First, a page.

Hard Shell Pecans
Hard shell pecan enthusiasts know that these nuts have a discernibly sweeter taste than their shelled counterparts. These hard shell Stuart pecans make the perfect snack, punctuated with a satisfying “CRACK!” Plus, pecans are full of over 20 vitamins and minerals making them a healthy choice you can feel good about.
How to Shell Hard Pecans
First, sort the pecans: Sort and examine the pecans. If, by chance, any pecans are cracked or damaged, throw them away. You should also throw away any nut shells that rattle, as they have likely gone bad.
Choose your tools: A classic nutcracker, a specialized pecan cracker or a combination of side cutters and pliers are all good options for cracking and shelling pecans. Specialized pecan crackers allow you to crack and shell without cutting into any of the nut’s meat. No tools on hand? You could try gently squeezing two nuts against each other in order to crack the shell.
Boil the pecans: This is one option for prepping to shell pecans and some believe boiling the pecans before shelling makes the process much easier. If you decide to go with this option, boil the pecans in a large pot for 10-15 minutes. Allow the pecans to cool before starting the cracking process.
Get cracking: As cracking and shelling pecans can be a messy process, we suggest setting up a work area with newspaper or in an outdoor space.Read More
A research study conducted at Loma Linda University and published in the September 2001 issue of the Journal of Nutrition has confirmed what many pecan lovers have known all along. Pecans not only taste good, but they are good for you - especially when it comes to lowering cholesterol levels. They found that adding just a handful of pecans to a traditional low-fat, cholesterol-lowering diet can have a dramatic impact on the diet’s effectiveness. When the Loma Linda study participants were on the pecan-enriched diet, they lowered their total and LDL (“bad”) cholesterol twice as much as they did when they ate the American Heart Association (AHA) Step I diet. Just as importantly, the pecan-enriched diet lowered blood triglyceride levels and helped maintain desirable levels of HDL (“good”) cholesterol compared to the Step I diet, which often unfavorably raises triglycerides and usually lowers HDL levels.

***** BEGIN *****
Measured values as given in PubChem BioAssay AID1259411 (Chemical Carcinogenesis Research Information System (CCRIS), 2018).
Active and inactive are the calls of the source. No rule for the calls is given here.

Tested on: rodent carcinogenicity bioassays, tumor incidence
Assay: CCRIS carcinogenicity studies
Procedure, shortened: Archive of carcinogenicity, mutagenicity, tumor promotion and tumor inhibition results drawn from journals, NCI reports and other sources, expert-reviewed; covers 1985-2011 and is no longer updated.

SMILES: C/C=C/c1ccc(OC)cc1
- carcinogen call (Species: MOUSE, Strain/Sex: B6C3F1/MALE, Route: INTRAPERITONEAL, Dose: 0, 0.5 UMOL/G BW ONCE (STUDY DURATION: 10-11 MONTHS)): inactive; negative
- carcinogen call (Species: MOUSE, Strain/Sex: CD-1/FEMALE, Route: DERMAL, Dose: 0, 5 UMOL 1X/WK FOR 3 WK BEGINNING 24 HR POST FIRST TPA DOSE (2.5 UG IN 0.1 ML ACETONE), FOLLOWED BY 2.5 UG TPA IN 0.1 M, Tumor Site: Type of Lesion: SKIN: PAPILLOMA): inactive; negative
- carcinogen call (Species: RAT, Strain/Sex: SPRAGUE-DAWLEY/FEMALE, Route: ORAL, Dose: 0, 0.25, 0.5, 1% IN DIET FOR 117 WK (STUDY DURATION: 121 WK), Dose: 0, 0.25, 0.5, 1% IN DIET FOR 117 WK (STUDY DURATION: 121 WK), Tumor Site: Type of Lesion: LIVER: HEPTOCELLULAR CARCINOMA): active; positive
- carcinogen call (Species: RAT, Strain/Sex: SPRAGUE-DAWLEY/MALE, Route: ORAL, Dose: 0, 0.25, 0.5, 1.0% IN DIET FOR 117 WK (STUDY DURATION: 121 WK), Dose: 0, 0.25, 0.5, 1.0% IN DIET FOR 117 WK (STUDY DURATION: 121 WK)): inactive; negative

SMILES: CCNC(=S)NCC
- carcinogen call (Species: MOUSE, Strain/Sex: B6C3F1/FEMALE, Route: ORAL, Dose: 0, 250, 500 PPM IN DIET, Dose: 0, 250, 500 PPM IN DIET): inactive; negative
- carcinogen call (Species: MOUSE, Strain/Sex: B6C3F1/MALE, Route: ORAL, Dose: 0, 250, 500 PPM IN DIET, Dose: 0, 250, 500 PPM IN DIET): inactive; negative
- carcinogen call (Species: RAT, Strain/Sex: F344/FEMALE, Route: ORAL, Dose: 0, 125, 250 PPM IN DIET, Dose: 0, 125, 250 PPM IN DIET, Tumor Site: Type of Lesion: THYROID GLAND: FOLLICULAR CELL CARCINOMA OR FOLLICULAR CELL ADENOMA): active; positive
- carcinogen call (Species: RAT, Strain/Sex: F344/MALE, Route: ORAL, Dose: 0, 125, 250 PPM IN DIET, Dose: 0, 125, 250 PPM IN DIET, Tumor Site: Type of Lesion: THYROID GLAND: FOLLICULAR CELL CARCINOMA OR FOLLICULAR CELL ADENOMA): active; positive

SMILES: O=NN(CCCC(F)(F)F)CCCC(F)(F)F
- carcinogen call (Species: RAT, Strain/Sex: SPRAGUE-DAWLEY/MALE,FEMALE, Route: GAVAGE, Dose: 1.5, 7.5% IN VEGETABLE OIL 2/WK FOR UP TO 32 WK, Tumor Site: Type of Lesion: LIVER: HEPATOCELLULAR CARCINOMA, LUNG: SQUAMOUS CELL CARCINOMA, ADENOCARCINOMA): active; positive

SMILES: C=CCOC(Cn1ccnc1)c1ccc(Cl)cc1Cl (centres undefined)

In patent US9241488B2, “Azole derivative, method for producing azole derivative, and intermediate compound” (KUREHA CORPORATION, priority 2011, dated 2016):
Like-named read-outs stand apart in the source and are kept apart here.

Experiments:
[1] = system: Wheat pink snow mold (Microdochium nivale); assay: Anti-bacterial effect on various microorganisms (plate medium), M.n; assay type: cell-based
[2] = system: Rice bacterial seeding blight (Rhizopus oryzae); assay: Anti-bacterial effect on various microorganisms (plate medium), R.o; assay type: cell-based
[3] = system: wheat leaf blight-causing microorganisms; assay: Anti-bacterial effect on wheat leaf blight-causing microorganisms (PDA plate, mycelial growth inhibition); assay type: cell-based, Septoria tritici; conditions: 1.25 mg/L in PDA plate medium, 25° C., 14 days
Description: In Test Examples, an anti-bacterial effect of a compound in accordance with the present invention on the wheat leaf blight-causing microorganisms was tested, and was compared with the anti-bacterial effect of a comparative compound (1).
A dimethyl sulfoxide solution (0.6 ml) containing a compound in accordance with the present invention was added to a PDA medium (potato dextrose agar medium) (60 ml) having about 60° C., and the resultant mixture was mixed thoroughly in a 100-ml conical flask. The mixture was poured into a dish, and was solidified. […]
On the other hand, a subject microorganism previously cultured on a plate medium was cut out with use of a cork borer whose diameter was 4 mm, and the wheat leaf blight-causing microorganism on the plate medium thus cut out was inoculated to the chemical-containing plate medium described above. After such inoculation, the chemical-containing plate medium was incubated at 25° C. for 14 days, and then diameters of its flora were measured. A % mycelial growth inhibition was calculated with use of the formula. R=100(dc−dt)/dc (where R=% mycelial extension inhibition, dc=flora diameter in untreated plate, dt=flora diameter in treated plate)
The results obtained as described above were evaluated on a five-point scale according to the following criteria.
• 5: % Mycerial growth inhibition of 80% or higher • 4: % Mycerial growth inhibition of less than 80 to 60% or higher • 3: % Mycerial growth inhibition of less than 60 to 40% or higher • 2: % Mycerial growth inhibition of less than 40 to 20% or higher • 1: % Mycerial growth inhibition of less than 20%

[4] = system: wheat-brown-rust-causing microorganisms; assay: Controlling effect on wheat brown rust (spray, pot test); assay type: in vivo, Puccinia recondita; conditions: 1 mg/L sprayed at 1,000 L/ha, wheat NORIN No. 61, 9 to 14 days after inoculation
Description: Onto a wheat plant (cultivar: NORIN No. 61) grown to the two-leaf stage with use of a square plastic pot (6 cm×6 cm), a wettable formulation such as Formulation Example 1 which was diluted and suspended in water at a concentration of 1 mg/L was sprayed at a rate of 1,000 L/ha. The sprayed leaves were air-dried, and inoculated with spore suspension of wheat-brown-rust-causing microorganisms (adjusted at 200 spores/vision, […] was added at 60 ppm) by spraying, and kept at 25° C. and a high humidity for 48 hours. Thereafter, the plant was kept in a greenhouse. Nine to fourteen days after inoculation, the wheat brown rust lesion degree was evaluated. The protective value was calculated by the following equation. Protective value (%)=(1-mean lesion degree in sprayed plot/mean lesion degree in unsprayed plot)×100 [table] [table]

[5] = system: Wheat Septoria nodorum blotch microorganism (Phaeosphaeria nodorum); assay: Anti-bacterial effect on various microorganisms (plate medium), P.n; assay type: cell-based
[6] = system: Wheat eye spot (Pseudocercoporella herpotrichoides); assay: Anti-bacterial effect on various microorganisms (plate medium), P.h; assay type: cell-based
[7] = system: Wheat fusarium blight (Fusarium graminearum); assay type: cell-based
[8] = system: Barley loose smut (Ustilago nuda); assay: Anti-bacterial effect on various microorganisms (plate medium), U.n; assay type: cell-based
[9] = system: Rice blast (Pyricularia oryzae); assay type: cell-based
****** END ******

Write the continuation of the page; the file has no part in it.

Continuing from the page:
Pecans can’t mend your broken heart, but they can help protect it. The plant sterols in pecans help battle heart disease by lowering blood cholesterol levels, and according to research performed at New Mexico State University, a 3/4 cup portion of pecans daily can significantly lower LDL cholesterol levels in the blood, helping to clear the arteries. The nutrients in pecans ain’t so bad for you either – zinc helps guard against infections, vitamin E protects against cancer, and vitamin A helps keep your complexion clear.
Ratings & Reviews
I enjoy pecans.CYNTHIA, Montgomery, AL
Oh my ! These make me think about when I was a child at Christmas time! M mmJanice, Tallassee, AL
Addictive in a good way!Kathryn, Morrow, GA
Many were burnt or rotting.Lora, Tucson, AZ
Pecan. Packaged in the same facility as peanuts, tree nuts, soy, sesame, and milk products.
Serving size 30g (~1.1 oz.)
|Amount per serving|
|% Daily Value|
|Total Fat 21g||33%|
|Saturated Fat 2g||33%|
|Trans Fat 0g|
|Total Carbohydrate 4g||1%|
|Dietary Fiber 2g||7%|
|Total Sugars 1g|
|Includes 0g Added Sugars||0%|
The % Daily Value (DV) tells you how much a nutrient in a serving of food contributes to a daily diet. 2,000 calories a day is used for general nutrition advice
Store open or closed under refrigeration for up to 6 months. This item can be frozen.
Approximately 56 pieces per pound.
Country of origin: United States
Gluten-free (774) Certified Gluten-free (327) Salt-free (165) In Shell (63)